Reflecting calmly upon his last interview with Mrs. Goddard, he was surprised to find that his memory failed him. He could not recall anything which could satisfactorily account for the terrible disappointment and distress he had felt. She had only said that she was thirty-one years old, precisely as the vicar had stated on the previous evening, and she had advised him not to marry for some years to come. But she had laughed, and his feelings had been deeply wounded—he could not tell precisely at what point in the conversation, but he was quite certain that she had laughed, and oh! that terrible Nellie! It was very bitter, and John felt that the best part of his life was lived out. He went back to his books with a dark and melancholy tenacity of purpose, flavoured by a hope that he might come to some sudden and awful end in the course of the next fortnight, thereby causing untold grief and consternation to the hard-hearted woman he had loved. But before the fortnight had expired he found to his surprise that he was intensely interested in his work, and once or twice he caught himself wondering how Mrs. Goddard would look when he went back to Billingsfield and told her he had come out at the head of the classical Tripos—though, of course, he had no intention of going there, nor of ever seeing her again.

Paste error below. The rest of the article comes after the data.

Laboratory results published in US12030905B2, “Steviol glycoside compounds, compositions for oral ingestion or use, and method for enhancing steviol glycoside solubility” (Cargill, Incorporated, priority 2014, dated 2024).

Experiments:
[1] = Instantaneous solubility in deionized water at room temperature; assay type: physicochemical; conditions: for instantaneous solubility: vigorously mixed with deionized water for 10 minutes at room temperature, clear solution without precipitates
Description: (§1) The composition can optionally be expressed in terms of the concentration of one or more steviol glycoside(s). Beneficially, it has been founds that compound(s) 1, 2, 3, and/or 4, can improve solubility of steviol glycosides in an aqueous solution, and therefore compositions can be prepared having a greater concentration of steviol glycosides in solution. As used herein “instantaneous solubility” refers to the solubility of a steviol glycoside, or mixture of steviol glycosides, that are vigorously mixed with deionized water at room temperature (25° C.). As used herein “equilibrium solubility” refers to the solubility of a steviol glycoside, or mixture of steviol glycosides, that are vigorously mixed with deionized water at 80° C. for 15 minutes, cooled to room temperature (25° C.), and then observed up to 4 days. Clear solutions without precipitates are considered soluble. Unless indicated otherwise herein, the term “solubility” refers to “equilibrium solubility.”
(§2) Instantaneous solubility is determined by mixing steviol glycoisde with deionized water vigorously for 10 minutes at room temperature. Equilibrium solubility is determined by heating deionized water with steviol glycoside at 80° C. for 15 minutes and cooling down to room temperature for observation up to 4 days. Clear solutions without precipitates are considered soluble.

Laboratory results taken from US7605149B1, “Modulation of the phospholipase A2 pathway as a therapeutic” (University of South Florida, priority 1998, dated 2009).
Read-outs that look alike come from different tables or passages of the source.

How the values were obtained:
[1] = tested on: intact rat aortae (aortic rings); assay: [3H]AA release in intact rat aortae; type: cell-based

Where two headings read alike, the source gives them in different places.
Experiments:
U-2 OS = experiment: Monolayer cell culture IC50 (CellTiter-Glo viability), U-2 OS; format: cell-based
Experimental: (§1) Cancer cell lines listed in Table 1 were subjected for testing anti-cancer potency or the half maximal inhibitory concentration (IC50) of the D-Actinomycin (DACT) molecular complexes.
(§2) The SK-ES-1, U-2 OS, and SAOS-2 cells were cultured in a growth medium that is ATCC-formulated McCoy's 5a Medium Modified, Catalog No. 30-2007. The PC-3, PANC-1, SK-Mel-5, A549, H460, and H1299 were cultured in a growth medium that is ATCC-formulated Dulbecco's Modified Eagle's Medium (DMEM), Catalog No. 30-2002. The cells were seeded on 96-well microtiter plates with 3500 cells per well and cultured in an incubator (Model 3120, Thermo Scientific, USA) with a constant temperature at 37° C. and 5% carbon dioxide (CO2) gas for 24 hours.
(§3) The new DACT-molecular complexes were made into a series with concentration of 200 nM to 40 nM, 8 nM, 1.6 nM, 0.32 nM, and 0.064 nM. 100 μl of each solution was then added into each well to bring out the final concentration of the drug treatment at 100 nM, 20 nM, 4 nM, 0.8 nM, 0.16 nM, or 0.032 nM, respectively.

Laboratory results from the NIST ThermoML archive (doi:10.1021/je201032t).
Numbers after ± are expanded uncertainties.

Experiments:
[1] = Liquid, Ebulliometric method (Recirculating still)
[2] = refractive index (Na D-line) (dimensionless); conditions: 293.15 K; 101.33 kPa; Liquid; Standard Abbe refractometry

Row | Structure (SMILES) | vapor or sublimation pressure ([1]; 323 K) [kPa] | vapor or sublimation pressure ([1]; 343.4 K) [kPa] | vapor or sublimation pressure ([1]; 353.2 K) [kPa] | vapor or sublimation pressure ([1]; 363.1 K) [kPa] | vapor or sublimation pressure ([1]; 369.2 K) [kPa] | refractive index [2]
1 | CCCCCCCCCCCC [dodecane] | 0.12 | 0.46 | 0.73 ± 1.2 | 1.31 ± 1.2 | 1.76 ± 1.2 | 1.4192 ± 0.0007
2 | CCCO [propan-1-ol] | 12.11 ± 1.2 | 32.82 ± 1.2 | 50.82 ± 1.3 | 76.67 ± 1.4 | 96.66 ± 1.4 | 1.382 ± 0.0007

Mr. Juxon was relieved to hear that John Short had suddenly gone back to Cambridge. He had indeed meant to like him from the first and had behaved towards him with kindness and hospitality; but while ready to admire his good qualities and to take a proper amount of interest in his approaching contest for honours, he had found him a troublesome person to deal with and, in his own words, a nuisance. Matters had come to a climax after the tea at the cottage, when the squire had so completely vanquished him, but since that evening the two had not met.
The opposition which John brought to bear against Mr. Juxon was not, however, without its effect. The squire was in that state of mind in which a little additional pressure sufficed to sway his resolutions. It has been seen that he had for some time regarded Mrs. Goddard’s society as an indispensable element in his daily life; he had been so much astonished at discovering this that he had absented himself for several days and had finally returned ready to submit to his fate, in so far as his fate required that he should see Mrs. Goddard every day. Shortly afterwards John had appeared and by his persistent attempts to monopolise Mrs. Goddard’s conversation had again caused an interruption in the squire’s habits, which the latter had resented with characteristic firmness. The very fact of having resisted John had strengthened and given a new tone to Mr. Juxon’s feelings towards his tenant. He began to watch the hands of the clock with more impatience than formerly when, after breakfast, he sat reading the papers before